FALL 2012 COURSES! Looking for an elective? Check out our list of exciting courses with NO PREREQUISITES for Fall 2012! The courses listed below require no prior knowledge of Russian or any other Slavic language. All that's required is your own interest and enthusiasm for learning more about the rich cultural and literary traditions of the Slavic peoples. (If you already speak a Slavic language and you want a course where the readings and/or discussions are conducted in that language, click here to start looking. If you need a language placement test, click here!)
Fall 2012 courses conducted in English with no prerequisites:
LITERATURE & EMPIRE (19th-Century Russian Literature)
Prof. Cathy Popkin. TR 1:10-2:25pm.
Explores the aesthetic and formal developments in Russian prose, especially the rise of the monumental 19th-century novel, as one manifestation of a complex array of national and cultural aspirations, humanistic and imperialist ones alike. Works by Pushkin, Lermontov, Gogol, Turgenev, Tolstoy, Dostoevsky, and Chekhov.
Comparative Literature/Russian V3224
Prof. Catharine Nepomnyashchy. TR 10:10-11:25am.
This course examines the writing (including major novels, short stories, essays and memoirs) of the Russian-American author Vladimir Nabokov. Special attention to literary politics and gamesmanship and the author's unique place within both the Russin and Anglo-American literary traditions. Knowledge of Russian not required.
Comparative Literature/Russian W4011
DOSTOEVSKY, TOLSTOY & THE ENGLISH NOVEL
Prof. Liza Knapp. MW 10:10-11:25am.
A close reading of works by Dostoevsky (Netochka Nezvanova; The Idiot; "A Gentle Creature") and Tolstoy (Childhood, Boyhood, Youth; "Family Happiness"; Anna Karenina; "The Kreutzer Sonata") in conjunction with related English novels (Bronte's Jane Eyre, Eliot's Middlemarch, Woolf's Mrs. Dalloway).
Comparative Literature/Czech W4035
THE WRITERS OF PRAGUE
Prof. Chris Harwood. TR 2:40-3:55pm.
A survey of the Czech, German, and German-Jewish literary cultures of
Prague from 1910 to 1930. Emphasis on Hasek, Capek, Kafka, Werfel, and
Comparative Literature/Polish W4042
Polish Best Sellers
Prof. Anna Frajlich-Zajac. M 4:00 - 6:00pm
A close study of the twentieth-century Polish novel during the prewar period. Readings from major works of Kuncewiczowa, Choromanski, Wittlin, Unilowski, Kurek, Iwaszkiewicz, Gombrowicz, and Schulz. The development of the Polish novel will be examined against the background of new trends in European literature and film, and the use of various narratives devices will be studied. A reading knowledge of Polish is desirable, but not required.
Comparative Literature/Slavic W407
SOVIET AND POST-SOVIET, COLONIAL AND POST-COLONIAL FILM
Prof. Yuri Shevchuk. T 6:10-10pm.
Satisfies Barnard’s ART requirement.
The course will discuss how
film-making has been used as a vehicle of power and control in the
Soviet Union and in post-Soviet space since 1991. A body of selected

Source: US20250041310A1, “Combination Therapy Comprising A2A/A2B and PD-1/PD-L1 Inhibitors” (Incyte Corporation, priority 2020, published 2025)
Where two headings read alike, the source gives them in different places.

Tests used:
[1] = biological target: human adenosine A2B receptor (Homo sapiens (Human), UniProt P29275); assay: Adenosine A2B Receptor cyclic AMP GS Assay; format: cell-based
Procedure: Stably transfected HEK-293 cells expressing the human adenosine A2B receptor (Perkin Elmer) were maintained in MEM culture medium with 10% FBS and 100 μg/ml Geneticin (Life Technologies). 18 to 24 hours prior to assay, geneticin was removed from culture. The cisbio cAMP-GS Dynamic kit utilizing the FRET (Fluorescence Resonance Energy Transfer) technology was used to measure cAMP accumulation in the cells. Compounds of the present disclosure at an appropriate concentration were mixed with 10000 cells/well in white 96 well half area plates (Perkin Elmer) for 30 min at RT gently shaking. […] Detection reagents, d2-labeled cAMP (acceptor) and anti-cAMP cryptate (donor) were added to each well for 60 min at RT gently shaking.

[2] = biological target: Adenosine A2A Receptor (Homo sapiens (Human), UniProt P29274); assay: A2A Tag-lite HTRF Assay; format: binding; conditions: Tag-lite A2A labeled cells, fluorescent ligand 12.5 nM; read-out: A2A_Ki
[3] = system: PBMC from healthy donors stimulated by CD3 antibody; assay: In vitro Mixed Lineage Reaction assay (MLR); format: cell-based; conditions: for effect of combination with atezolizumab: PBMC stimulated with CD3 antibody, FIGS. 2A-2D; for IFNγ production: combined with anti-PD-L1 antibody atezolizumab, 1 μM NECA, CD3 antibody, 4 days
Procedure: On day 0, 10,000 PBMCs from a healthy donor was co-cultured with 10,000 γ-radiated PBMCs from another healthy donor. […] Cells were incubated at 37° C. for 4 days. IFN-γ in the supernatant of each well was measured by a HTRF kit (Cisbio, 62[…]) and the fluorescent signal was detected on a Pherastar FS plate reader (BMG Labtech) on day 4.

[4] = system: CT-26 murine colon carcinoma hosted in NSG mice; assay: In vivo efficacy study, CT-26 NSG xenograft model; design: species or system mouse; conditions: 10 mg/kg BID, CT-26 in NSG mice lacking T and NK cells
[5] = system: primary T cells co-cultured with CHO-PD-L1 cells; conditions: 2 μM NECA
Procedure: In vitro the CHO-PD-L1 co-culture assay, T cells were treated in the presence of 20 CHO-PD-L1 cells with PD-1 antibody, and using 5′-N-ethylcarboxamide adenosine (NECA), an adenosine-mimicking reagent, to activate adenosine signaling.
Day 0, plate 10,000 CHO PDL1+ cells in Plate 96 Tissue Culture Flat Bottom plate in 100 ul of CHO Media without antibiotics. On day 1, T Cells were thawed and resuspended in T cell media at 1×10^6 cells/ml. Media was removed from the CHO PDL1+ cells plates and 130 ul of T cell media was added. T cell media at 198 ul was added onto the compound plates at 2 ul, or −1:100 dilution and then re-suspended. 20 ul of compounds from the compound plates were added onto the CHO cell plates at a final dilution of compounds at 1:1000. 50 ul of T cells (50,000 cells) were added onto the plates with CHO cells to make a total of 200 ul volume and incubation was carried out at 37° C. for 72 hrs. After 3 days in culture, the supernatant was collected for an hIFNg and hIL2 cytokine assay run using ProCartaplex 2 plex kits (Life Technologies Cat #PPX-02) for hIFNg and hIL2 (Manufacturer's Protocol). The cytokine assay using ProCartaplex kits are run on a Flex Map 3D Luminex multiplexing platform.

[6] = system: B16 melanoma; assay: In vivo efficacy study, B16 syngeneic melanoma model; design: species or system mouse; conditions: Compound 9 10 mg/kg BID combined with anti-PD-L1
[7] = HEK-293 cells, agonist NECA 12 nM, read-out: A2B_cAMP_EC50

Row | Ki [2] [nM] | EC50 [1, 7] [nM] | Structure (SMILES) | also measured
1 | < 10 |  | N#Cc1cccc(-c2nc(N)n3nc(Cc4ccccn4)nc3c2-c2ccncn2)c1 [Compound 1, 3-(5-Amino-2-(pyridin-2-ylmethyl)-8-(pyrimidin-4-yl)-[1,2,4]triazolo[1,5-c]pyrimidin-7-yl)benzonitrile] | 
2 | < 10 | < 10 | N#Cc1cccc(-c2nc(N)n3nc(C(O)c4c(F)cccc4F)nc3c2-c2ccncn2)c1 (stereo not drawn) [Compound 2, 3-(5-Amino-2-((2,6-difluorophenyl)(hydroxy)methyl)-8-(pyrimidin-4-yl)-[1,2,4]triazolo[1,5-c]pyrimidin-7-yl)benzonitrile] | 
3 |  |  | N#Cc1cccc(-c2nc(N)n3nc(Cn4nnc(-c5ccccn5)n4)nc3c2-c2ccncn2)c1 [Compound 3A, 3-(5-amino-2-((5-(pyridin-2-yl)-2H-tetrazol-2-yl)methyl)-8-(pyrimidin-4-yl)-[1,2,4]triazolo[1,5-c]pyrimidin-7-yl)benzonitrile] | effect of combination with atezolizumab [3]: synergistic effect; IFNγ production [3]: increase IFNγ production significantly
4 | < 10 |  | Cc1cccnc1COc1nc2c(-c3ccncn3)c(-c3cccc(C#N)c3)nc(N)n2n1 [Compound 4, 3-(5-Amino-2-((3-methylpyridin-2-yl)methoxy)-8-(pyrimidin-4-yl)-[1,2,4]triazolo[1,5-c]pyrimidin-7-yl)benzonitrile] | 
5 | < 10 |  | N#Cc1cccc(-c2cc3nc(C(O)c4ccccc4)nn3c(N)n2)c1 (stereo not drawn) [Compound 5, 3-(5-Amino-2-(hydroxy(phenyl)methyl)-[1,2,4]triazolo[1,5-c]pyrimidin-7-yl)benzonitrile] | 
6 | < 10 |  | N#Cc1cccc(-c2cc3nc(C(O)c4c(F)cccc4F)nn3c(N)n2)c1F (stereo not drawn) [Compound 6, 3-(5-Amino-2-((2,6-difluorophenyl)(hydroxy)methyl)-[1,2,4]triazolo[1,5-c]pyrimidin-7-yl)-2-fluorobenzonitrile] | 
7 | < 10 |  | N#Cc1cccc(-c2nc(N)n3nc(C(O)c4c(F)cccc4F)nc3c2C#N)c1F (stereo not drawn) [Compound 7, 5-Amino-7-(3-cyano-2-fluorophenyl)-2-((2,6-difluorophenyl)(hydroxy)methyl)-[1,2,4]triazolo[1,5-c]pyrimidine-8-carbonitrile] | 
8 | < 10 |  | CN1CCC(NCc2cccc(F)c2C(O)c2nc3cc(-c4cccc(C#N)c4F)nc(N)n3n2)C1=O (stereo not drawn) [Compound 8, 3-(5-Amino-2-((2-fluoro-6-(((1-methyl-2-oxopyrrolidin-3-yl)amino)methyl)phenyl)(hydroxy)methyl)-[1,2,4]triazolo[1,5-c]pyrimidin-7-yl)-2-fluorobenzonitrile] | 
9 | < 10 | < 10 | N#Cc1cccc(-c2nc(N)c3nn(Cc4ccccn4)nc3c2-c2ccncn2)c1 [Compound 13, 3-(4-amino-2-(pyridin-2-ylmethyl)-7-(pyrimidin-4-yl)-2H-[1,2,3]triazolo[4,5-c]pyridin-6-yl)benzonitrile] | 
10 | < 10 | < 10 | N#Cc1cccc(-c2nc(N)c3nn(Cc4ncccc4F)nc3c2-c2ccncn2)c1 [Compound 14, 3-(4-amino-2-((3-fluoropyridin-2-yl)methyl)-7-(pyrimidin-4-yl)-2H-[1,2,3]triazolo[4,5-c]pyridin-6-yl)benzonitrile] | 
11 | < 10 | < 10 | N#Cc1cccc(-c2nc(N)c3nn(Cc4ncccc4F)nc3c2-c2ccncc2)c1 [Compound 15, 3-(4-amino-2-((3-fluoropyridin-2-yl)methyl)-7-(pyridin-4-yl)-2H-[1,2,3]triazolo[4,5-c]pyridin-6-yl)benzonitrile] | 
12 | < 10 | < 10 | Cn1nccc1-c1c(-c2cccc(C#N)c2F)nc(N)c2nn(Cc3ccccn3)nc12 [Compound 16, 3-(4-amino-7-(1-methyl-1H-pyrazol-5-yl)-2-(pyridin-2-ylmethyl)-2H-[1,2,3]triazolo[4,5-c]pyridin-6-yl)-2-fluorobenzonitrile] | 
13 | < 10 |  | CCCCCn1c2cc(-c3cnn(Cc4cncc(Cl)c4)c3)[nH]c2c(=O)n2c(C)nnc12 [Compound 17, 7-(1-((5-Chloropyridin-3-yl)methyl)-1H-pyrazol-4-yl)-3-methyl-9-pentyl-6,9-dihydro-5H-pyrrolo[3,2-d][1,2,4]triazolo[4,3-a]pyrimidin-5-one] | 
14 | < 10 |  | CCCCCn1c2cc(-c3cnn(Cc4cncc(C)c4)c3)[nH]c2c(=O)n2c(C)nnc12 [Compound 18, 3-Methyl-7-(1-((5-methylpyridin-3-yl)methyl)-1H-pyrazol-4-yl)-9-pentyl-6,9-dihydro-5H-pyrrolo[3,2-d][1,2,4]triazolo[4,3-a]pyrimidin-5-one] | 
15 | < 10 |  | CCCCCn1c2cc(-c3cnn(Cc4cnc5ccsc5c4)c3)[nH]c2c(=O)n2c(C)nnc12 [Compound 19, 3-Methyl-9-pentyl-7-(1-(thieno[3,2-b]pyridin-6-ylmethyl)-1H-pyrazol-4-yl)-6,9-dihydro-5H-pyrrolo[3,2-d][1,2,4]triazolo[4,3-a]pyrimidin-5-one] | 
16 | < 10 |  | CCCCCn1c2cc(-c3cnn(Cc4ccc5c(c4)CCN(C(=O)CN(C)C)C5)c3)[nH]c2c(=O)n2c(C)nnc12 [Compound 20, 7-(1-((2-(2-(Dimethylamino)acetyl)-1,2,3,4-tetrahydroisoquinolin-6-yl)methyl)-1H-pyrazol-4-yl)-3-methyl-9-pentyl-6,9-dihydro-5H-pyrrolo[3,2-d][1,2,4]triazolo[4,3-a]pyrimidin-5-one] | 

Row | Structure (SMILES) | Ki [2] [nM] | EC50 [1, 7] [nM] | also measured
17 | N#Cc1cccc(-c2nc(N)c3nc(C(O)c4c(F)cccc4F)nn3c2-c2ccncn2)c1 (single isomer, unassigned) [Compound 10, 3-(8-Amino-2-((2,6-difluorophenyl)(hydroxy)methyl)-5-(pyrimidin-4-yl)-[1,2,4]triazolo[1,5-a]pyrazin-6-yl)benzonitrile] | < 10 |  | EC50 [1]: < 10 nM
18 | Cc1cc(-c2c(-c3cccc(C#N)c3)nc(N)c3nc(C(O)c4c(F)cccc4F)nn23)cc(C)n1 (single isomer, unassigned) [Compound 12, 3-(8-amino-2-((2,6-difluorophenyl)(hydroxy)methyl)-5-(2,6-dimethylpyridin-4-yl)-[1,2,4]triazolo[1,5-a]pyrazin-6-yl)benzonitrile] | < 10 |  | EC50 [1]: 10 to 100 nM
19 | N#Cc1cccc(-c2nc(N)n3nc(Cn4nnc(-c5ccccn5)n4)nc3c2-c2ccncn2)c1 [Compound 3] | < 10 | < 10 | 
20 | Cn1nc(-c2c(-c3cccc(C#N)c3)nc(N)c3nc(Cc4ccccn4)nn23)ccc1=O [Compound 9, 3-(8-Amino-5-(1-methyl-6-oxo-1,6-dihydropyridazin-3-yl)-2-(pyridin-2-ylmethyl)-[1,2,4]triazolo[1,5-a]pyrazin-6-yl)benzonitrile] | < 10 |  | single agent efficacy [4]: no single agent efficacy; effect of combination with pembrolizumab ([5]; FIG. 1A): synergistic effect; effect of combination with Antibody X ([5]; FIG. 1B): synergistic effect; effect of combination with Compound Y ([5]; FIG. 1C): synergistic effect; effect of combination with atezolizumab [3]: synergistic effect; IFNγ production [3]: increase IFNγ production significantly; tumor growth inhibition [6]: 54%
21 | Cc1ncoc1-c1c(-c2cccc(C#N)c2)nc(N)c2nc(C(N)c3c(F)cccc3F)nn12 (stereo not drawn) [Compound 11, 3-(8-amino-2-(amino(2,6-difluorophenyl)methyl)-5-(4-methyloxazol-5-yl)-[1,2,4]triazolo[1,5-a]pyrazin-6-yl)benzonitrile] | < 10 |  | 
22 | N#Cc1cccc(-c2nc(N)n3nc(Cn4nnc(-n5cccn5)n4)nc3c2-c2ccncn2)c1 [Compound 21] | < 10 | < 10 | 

films by Soviet and post-Soviet directors that exemplify the function of
film making as a tool of appropriation of the colonized, their cultural
and political subordination by the Soviet center will be examined in
terms of post-colonial theories. The course will also focus on the often
over looked work of Ukrainian, Georgian, Belarusian, Armenian, etc.
national film schools and how they participated in the communist project
of fostering a as well as resisted it by generating, in hidden and,
since 1991, overt and increasingly assertive ways, their own
Comparative Literature/Russian W4431
THEATRICALITY AND SPECTACLE IN RUSSIAN CULTURE
Prof. Tatiana Smoliarova. TR 2:40-3:55pm.
A survey of Russian cultural history from the late 17th Century to the present day, focused on the problems of Theater and performance, their place in the system of power and in the structure of everyday life. Alongside the history of Russian theater, various manifestations of theatricality, from the 18th century Court Festivals to the Moscow Olympiad of 1980, will be studied. Readings will include milestones of Russian drama (plays by Pushkin, Gogol, Ostrovski, Chekhov, Bulgakov) and theater manifestos by Stanislavsky, Meyerhold, and Evreinov , as well as selected issues in contemporary cultural, architectural and visual theory (works by R. Barthes, M. Carlson, A.Vidler, M. Fried). All readings will be in English.
Comparative Literature/Slavic W4995
CENTRAL EUROPEAN JEWISH LITERATURE
Prof. Ivan Sanders. TR 6:10p - 7:25pm.
Examines prose and poetry by writers generally less accessible to the American student, written in the major Central European languages: German, Hungarian, Czech, and Polish. Major themes include the problematics of assimilation, the search for identity, political commitment and disillusionment, the influence of Franz Kafka, the post-Communist Jewish revival, and responses to the defining experience of the century: the Holocaust. Because these writers are often somewhat removed from their Jewishness, their perspectives on these events and issues may be unexpected.